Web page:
- Secondly, it is most certainly not very vulgar. It's a very light hearted and unoffensive swear word in the scheme of things, as with bugger, git and sod, which are all quite acceptable (although still not polite). I could even get away with saying those words in front of my mother (although I'd probably get a scowl), whereas with some swear words, like crap, sh*t, etc, I'd probably get a shoe thrown at me.
It is most likely it have been a corruption of 'by our lady', which was an archaic curse. I doubt it is an actual reference to blood, although I think the if the word 'bloody' hadn't already existed and been in usage I doubt it would have corrupted in the same fashion.
Covered in blood is also 'bloody'. In the same way that 'stalk' can mean part of a plant or the action of stalking someone; or 'bill' can mean something you need to pay or a duck's beak.
- DoethinebLv 71 decade ago
It has two meanings in contemporary English usage. When Duncan in the first scene of Macbeth asks: "What bloody man is this?" he is referring not to a fellow whom he regards as a bit of a pain, but to a wounded solider covered in blood. That is the proper sense of the word and it is still used in this way in the UK as well as the USA. If I said "sanguineous" instead of bloody to describe a blood stained cloth, everyone would think I was pompous.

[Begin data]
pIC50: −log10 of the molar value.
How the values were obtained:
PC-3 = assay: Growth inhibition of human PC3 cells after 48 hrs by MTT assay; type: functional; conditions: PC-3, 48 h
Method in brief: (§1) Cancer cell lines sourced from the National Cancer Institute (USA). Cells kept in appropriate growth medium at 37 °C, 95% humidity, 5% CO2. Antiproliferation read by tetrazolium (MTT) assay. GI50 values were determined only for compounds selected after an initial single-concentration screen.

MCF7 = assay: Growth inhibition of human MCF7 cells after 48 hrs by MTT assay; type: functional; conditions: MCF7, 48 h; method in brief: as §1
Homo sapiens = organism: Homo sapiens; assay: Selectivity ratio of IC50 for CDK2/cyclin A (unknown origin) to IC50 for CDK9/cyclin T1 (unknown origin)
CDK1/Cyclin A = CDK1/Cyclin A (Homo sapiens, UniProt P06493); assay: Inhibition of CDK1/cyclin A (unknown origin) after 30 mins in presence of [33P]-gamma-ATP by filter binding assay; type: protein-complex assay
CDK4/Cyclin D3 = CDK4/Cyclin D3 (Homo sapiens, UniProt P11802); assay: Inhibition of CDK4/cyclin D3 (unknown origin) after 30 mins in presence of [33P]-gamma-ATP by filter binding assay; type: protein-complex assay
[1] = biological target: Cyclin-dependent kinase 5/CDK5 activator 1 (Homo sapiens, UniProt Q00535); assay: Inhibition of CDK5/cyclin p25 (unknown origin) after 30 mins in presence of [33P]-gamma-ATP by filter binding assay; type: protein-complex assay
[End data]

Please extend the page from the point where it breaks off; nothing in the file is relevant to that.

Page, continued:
"Bloody" as a swear word is a contraction of "By Our Lady", i.e. the Blessed Virgin Mary. In the time of Shakespeare people used to use the name "Marry" in this way.
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- SusanneLv 44 years ago
I would return that dictionary to wherever you go it and ask for your money back. Apparent whoever wrote it has no clue what they are talking about. The word "christ" means "anointed" and refers to someone who is in a special office or position of authority. It is the Greek language term from the Hebrew concept of "Messiah". The early followers of Jesus were first called "Christians" in the city of Antioch around 18 years after the crucifixion of Jesus. The word means "Little Christ", and was most likely originally a term used to mock the followers because they believe that they shared in the anointed and calling of Jesus. But the early followers took the term and turned it around, using it to refer to their wanted to be "like Christ" and follow him all the things they do and say. The word Christianity does not come from the Latin language, but from Greek. So similarly spelled word in Latin and have nothing to do with the origin or the meaning of the Green work on which "Christians" is based.